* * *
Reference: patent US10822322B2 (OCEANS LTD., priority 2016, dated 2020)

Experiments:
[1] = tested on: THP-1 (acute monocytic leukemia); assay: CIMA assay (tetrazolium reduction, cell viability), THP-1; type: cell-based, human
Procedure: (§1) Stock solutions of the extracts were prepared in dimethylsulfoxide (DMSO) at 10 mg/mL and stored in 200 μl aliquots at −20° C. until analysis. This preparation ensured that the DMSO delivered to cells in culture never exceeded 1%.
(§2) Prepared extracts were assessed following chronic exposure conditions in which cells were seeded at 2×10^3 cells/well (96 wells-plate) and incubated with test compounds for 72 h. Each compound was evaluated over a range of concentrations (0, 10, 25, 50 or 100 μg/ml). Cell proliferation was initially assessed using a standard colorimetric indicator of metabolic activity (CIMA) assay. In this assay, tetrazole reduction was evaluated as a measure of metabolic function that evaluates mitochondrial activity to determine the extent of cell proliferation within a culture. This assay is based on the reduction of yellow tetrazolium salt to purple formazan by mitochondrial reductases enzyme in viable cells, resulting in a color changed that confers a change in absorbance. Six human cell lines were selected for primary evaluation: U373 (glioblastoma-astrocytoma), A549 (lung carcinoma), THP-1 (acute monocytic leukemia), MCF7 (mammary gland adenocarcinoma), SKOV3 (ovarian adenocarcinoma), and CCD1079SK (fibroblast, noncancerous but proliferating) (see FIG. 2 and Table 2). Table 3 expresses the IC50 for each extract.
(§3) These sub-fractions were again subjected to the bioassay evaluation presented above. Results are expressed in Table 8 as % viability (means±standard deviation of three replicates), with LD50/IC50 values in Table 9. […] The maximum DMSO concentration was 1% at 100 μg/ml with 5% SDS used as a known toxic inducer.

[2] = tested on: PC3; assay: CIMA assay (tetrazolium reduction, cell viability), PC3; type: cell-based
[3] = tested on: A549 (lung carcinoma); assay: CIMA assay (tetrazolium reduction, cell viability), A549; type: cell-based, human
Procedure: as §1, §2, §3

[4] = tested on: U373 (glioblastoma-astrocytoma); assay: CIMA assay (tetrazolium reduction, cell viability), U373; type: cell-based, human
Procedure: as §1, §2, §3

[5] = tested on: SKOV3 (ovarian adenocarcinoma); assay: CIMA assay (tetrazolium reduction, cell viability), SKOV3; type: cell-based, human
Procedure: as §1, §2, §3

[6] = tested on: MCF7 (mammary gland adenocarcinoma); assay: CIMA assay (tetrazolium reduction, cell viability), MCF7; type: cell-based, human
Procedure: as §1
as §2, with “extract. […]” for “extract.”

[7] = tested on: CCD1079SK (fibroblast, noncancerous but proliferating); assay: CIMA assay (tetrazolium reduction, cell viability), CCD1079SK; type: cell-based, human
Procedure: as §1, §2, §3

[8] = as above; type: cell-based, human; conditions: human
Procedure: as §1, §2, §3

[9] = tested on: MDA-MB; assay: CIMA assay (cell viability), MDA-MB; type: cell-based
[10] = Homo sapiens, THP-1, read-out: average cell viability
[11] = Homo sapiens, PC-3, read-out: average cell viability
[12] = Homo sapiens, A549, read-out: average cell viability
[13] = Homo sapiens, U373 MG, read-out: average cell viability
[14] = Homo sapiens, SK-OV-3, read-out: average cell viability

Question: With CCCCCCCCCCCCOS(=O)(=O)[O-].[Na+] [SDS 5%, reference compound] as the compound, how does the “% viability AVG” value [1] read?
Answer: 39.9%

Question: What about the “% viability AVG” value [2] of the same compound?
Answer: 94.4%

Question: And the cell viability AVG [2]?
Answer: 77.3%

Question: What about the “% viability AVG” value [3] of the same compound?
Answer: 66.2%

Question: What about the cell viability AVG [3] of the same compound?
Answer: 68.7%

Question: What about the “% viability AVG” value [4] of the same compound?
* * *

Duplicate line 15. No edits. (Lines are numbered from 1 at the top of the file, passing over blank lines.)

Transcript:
Procedure: as §1